Foreign Affairs: The World Is At War

There have been more conflicts in recent times, and peacekeepers face great difficulty in dealing with them.  Foreign Affairs magazine reports that the amount, strength, and length of current military disputes worldwide have hit their highest levels since the Cold War, based on computation from the Peace Research Institute in Oslo. Meanwhile, the efforts of those tasked with maintaining peace have diminished, as mediators are unable to secure lasting peace among the fighting parties. Therefore, the magazine’s specialist suggests a significant shift in the strategy towards peacekeeping.

Ten years ago, conflicts typically lasted for 7 years, and 33 conflicts were active each year. In 2022, there were 55 ones that lasted between 8 and 11 years. The columnist also notes that a lasting, full-scale peace has been impossible for a decade. Conflicts often become frozen and can resurface at any time, as seen in Ukraine or the Middle East. As a result, a quarter of the world’s population lived in areas of conflict in 2022, and the number of displaced people reached a record in 2023.

The usually peacemaking countries — EU, UK, US — have now switched to managing conflicts. “But events in the Middle East and elsewhere are a reminder that conflict can be managed for only so long. As fighting flares worldwide and the root causes of conflict remain unresolved, traditional peace building and development tools look increasingly ineffective. The result is that aid bills grow, refugees are displaced, and fractured societies continue to suffer. A new approach to resolving and managing conflicts and their impact is urgently needed,” the expert writes.

Why is it more challenging to put an end to wars than before? Firstly, the nature of conflicts has transformed: now, they normally occur between states and armed groups that possess advanced weaponry, technology, and funds obtained from natural resources and criminal activities. As opposed to the Cold War, where confrontations were mainly between the two superpowers, conflicts currently tend to have a more international scope.  Countries like Russia, the USA, Saudi Arabia, Turkey, and the UAE take part in foreign wars, either directly or indirectly. And the more parties involved in a disagreement, the more difficult it becomes to resolve it.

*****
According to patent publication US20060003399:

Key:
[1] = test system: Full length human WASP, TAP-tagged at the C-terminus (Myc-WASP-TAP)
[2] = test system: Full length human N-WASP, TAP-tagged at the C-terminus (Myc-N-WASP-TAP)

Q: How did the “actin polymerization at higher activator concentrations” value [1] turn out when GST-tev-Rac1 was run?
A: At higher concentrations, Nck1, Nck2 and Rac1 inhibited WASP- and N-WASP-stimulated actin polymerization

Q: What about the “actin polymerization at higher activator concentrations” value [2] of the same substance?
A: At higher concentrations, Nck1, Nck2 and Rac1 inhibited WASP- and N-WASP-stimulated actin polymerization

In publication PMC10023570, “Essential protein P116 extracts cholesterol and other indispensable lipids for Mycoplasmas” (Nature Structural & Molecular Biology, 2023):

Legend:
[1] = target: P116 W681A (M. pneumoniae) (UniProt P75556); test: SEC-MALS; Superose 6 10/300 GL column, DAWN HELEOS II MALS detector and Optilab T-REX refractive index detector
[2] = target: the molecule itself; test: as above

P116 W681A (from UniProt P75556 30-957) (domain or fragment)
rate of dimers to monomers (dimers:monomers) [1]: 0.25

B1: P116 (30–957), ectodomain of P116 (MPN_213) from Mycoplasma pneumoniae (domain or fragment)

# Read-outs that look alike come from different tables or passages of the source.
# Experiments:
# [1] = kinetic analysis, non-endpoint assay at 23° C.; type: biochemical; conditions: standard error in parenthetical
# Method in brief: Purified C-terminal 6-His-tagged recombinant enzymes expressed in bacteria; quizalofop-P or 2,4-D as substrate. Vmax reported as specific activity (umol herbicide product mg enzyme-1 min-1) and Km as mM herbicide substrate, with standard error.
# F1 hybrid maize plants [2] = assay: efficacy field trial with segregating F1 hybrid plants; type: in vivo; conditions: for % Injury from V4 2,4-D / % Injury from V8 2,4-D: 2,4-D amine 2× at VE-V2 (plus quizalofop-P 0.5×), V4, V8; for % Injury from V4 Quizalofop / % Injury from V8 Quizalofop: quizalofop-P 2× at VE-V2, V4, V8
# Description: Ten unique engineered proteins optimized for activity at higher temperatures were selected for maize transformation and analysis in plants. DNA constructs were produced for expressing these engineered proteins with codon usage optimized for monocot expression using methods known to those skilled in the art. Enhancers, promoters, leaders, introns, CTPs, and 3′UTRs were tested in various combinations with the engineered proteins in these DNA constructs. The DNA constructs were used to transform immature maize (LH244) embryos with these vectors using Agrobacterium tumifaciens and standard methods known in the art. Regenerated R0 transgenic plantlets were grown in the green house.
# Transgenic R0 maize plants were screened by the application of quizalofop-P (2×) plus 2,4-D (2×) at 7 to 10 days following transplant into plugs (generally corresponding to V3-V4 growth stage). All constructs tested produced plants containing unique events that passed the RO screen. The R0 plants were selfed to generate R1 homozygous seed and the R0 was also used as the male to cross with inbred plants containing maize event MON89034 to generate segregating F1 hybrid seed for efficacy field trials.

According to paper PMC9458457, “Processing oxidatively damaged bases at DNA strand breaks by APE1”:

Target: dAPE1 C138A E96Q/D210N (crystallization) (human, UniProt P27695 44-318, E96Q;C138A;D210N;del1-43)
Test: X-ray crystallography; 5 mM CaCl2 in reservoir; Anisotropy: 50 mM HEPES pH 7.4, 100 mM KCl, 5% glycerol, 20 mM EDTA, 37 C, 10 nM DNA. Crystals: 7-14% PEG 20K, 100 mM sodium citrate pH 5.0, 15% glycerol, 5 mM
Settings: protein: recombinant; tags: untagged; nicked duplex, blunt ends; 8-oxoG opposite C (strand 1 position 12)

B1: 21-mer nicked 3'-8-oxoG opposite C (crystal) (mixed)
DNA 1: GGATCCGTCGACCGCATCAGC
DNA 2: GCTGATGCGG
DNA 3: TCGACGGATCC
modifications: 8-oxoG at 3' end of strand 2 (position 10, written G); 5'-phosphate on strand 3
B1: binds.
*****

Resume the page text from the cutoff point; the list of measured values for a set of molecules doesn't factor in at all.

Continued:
PalestiniansThe UN previously acted as the primary mediator for resolving conflicts, but now has been sidelined. The UN Security Council frequently reaches a stalemate due to the differences in geopolitical views. UN peacekeeping missions are becoming fewer and shorter. They lack the trust of conflicting sides and the ability to have an impact on the ground, and struggle to find political solutions to cease the conflict. They can settle only for monitoring ceasefires.

Many leaders in America and Europe are struggling with the worldwide crises and face changing priorities. They have to pick which fight to handle. “Attention has instead shifted to dealing with the consequences of conflicts — waves of refugees and cross-border smuggling of drugs and weapons, in particular — rather than their causes,” the expert writes.